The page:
Growing Juniper

Juniper branches out with Southern roots firmly planted.

By Barbara E. Stefano 

Photography by Colin Miller/Strauss Peyton


Workers in the bustling Central West End have had no problems finding Juniper in the past several months, ducking in for lunch, an earlier happy hour, later evenings and Sunday brunches. It’s Midtown location is perfectly situated for a bite before or after ball games, theater events, exhibits and most other St. Louis attractions.

Owner and chef John Perkins moved the restaurant only a few scant blocks from Boyle to Laclede, but the space is larger, airier, more visible and includes a smoker and wood-fired grill that allow for a more expansive menu and improvements on the old one.

The faithfulness to the tradition of Southern cuisine is unchanged — but the ability to deliver it in its most delectable ways has changed for the better.

“A grilled chicken entrée — something as simple as that — was something we could add with the grill,” John says. “We have a grilled pork chop on the menu now. We’re able to grill hamburgers, we have a beefsteak that we grill [and] we do a lot of vegetable work on that grill. Just the grilled bread for the shrimp and grits is amazing.”

In fact, it may be the presentation of Juniper’s breadbasket that John loves most. “All the breads are just really, really good,” he says, calling out the mouthwatering assortment of biscuits, popovers, cornbread and Sally Lunn bread on the small plate menu. “Bread has deep roots in Southern cooking. It’s a simple deal, but it’s often overlooked.”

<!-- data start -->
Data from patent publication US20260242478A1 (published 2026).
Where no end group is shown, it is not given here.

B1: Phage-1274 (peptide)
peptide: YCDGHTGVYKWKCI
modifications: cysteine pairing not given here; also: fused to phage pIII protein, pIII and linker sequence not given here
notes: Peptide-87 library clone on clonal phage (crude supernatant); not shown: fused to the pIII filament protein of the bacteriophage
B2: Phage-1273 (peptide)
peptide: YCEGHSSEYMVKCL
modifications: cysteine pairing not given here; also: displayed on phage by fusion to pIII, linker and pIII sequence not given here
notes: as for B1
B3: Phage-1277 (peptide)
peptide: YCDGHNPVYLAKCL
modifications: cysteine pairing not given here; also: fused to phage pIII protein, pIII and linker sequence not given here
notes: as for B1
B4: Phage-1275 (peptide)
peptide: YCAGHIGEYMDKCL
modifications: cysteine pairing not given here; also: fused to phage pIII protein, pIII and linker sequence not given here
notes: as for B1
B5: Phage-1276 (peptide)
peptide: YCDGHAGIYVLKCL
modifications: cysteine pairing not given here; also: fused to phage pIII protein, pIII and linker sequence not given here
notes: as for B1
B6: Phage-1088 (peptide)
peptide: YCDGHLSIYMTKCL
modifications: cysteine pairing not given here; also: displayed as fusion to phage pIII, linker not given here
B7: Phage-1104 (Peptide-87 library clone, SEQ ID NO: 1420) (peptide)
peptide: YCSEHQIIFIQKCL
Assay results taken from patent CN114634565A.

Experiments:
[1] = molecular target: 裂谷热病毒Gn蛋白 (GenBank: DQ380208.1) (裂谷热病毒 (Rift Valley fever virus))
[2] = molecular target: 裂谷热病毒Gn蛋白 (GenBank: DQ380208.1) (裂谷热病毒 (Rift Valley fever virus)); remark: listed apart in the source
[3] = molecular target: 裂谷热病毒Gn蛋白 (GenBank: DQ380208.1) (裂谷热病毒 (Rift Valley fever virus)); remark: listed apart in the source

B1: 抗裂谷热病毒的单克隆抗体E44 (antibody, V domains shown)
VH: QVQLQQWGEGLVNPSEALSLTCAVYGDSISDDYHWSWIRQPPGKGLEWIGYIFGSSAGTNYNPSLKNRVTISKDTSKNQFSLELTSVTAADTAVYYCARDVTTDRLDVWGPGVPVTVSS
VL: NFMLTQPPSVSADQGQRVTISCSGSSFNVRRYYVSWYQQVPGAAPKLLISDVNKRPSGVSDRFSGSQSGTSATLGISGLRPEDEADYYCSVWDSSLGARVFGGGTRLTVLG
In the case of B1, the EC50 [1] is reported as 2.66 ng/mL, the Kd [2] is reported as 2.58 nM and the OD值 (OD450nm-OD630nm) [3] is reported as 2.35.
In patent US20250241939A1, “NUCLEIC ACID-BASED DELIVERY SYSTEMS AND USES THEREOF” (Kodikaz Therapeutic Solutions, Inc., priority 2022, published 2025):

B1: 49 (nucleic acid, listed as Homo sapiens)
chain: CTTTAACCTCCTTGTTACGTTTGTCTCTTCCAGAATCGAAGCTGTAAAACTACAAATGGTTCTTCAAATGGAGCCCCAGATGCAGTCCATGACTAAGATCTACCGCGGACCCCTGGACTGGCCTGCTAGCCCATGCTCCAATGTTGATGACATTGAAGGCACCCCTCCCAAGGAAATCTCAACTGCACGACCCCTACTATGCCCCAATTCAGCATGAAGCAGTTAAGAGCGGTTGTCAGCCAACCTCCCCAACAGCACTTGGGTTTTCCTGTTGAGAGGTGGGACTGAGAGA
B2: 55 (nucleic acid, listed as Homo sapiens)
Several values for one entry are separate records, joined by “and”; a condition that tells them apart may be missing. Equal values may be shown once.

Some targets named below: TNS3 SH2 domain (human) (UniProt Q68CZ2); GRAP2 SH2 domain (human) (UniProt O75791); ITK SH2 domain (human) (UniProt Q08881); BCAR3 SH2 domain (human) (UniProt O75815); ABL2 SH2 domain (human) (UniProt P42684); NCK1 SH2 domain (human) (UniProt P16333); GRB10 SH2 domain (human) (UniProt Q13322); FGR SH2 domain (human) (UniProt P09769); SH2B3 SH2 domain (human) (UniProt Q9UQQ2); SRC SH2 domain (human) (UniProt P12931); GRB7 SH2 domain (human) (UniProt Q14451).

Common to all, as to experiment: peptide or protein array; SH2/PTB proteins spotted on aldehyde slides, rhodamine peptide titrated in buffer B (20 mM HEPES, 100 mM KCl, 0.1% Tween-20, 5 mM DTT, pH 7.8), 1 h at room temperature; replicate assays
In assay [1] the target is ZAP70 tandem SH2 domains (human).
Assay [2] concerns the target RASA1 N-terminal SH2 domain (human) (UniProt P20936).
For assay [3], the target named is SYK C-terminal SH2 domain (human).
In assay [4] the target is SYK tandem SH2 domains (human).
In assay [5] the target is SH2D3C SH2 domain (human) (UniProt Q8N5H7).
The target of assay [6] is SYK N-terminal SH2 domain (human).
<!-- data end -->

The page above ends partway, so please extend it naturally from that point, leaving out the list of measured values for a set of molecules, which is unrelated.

John and his executive chef, Glenister Wells, overlook nothing in the sourcing and preparation. They purchase close to home as often as possible but maintain fidelity to the South in the flavors and textures on each plate.

“We try to honor where the dishes come from. We like to ride that fine line between tradition and innovation. A lot of things are pretty straightforward, but we try to give people options with things that are a little more esoteric,” says John.

For example, the Southern staple shrimp and grits gets a twist from Perkins’ tomatillo sauce and “bloody butcher grits” made from red grits. They are courser than grits derived from white or yellow corn, and offer a dramatic, almost purplish presentation.

Longtime patrons and new customers alike are along for the ride. St. Louisans are more open-minded than food experts in other large cities have given St. Louis credit for.

“The kind of dining [St. Louisans do] has changed dramatically over the years. Maybe there was a latent sophistication we didn’t recognize.”